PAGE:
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Ohio’s Republican Gov says state WILL reopen May 1

Ohio’s Republican Governor has announced his state will begin to reopen on May 1 as other areas, including New York and Washington DC, extend lockdowns by up to three weeks. 

Gov Mike DeWine said on Thursday that the state is planning to reopen some businesses when President Donald Trump’s lockdown guidance ends in two weeks. 

The state currently has more than 8,400 infections and nearly 400 deaths. 

‘We must get Ohio’s economy moving again. We must get people back to work,’ DeWine said during his coronavirus briefing. 

The governor said he had put together an economic advisory board, which is made up of small and big business CEOs, as part of the plan to start reopening come May 1. 

Gov Mike DeWine said on Thursday that the state is planning to reopen some businesses when President Donald Trump’s lockdown guidance ends in two weeks. He is pictured above on Wednesday at his daily coronavirus briefing

In re-opening any business, DeWine said it was essential to provide a safe working environment to avoid a spike in coronavirus cases.   

‘During the stay at home time, the companies that were allowed to continue have learned a lot and we’ve seen them put in place some very, very stringent measures. In a sense, this has been a trial period where we can see some of the things that work,’ he said. 

He said the advisory board was currently working on the plan, saying: ‘We’ve got a lot more work to do between now and May 1 because we want to get this right.’ 

DeWine did, however, warn that life would not resume as normal for some period of time. 

‘I am an optimist and am confident that Ohioans will also live up to the challenge of doing things differently as we open back up beginning on May 1,’ DeWine said. 

His announcement came ahead of a planned call with President Donald Trump and the governors of each state that took place Thursday afternoon.

Trump unveiled his administration’s plans to ease social distancing requirements on the call. The new guidelines are aimed at clearing the way for an easing of restrictions in areas with low transmission of the coronavirus, while keeping them in place in harder-hit locations. 

The announcement came after protesters continued to gather across the US, ignoring social distancing rules, to demonstrate against the lockdown orders they called 'tyrannical' and 'worse than the virus'. Protesters are pictured outside the Ohio Statehouse on Monday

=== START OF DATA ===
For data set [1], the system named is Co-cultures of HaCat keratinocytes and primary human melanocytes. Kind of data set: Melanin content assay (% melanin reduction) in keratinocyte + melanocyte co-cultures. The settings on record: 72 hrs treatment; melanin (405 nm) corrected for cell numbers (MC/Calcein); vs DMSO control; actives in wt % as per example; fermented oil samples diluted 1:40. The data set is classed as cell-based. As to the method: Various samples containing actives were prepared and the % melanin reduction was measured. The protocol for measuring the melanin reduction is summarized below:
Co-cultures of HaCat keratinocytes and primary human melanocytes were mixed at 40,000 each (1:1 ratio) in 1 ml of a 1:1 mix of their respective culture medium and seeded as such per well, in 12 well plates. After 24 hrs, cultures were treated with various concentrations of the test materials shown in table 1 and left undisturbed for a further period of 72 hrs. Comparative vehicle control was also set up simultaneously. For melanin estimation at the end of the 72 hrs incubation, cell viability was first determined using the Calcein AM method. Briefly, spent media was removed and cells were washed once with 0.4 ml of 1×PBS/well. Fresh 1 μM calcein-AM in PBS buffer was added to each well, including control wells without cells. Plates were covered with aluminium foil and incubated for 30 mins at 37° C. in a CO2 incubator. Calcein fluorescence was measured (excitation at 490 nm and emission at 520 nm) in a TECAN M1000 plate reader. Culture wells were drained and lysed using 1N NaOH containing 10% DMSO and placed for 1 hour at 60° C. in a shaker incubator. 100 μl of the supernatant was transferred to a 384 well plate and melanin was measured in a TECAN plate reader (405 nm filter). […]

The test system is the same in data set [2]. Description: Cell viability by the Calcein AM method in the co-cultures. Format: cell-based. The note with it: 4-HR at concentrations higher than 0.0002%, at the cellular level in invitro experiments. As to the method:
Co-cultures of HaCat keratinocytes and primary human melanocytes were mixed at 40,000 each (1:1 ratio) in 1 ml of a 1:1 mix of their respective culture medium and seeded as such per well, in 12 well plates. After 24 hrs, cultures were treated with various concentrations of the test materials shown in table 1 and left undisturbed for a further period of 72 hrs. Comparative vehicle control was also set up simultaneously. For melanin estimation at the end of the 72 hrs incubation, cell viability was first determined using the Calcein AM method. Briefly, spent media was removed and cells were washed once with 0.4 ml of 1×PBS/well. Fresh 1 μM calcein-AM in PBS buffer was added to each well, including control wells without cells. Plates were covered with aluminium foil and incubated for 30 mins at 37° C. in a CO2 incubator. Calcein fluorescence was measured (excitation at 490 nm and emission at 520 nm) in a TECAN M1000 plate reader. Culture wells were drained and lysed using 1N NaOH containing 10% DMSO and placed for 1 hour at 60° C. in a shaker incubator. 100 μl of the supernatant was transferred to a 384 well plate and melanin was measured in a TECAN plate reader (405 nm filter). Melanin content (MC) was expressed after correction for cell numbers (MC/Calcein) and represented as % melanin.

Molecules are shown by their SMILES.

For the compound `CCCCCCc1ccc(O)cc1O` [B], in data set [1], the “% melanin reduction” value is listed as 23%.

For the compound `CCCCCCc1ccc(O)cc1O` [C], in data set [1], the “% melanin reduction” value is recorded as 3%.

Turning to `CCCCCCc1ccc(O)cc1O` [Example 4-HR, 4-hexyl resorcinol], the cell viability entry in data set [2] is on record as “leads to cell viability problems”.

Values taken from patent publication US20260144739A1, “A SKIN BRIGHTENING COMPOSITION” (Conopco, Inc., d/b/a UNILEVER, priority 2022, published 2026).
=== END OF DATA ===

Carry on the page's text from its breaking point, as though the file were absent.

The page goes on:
The announcement came after protesters continued to gather across the US, ignoring social distancing rules, to demonstrate against the lockdown orders they called ‘tyrannical’ and ‘worse than the virus’. Protesters are pictured outside the Ohio Statehouse on Monday 

Protesters stand outside the Ohio Statehouse on Monday ignoring social distancing guidelines put in place

Protesters stand outside the Ohio Statehouse on Monday ignoring social distancing guidelines put in place

Places with declining infections and strong testing would begin a three-phased gradual reopening of businesses and schools, with each phase lasting at least 14 days, meant to ensure that the virus outbreak doesn’t accelerate again. 

The recommendations make clear that the return to normalcy will be a far longer process than Trump initially envisioned, with federal officials warning that some social distancing measures may need to remain in place through the end of the year to prevent a new outbreak.

At earliest, the guidelines suggest that some parts of the country could see a resumption in normal commerce and social gatherings after a month of evaluating whether the easing of restrictions leads to a resurgence in virus cases. In other parts of the country, or if virus cases resume an up-tick, it could be substantially longer.

Meanwhile, seven Midwestern governors – including Ohio – announced on Thursday that they will coordinate on reopening their state economies after similar pacts were made in the Northeast and on the West Coast. 

The governors in the partnership are Michigan’s Gretchen Whitmer, Ohio’s Mike DeWine, Wisconsin’s Tony Evers, Minnesota’s Tim Waltz, Illinois’ J.B. Pritzker, Indiana’s Eric Holcomb and Kentucky’s Andy Beshear. 

DeWine and Holcomb are Republicans and the rest are Democrats.  

Several governors, including Whitmer, have been criticized for their shutdown orders and the resulting negative economic impact.  

Many Republicans and business leaders in Michigan have said Whitmer’s latest order was too restrictive and needed to be revised. On Wednesday, thousands of demonstrators in cars with horns honking thronged around Michigan’s state Capitol to protest Whitmer’s order. 

Protesters continued to gather across the US, ignoring social distancing rules, to demonstrate against the lockdown orders they called ‘tyrannical’ and ‘worse than the virus’. 

A startling image from Ohio showed a baying crowd at the window of the Statehouse Atrium on Monday. Two protesters wore Trump hats, others waved American flags and one was in a V for Vendetta mask. 

Ohio’s decision to reopen on May 1 comes as other states and areas across the country extended their lockdowns or tightened stay-at-home orders. 

In Washington, DC, Mayor Muriel Bowser extended the city’s stay-at-home order, school closures and business restrictions from April 24 to May 16. 

The governors of three states – Virginia, Kansas and Idaho – also pushed back the dates on social distancing policies on Wednesday, as did officials in cities across Missouri, Texas and Louisiana.

On Thursday, New York Gov Andrew Cuomo extended his stay-at-home order until May 15 and Wisconsin Gov Tony Evers extended his through May 26. 

 

Read more at DailyMail.co.uk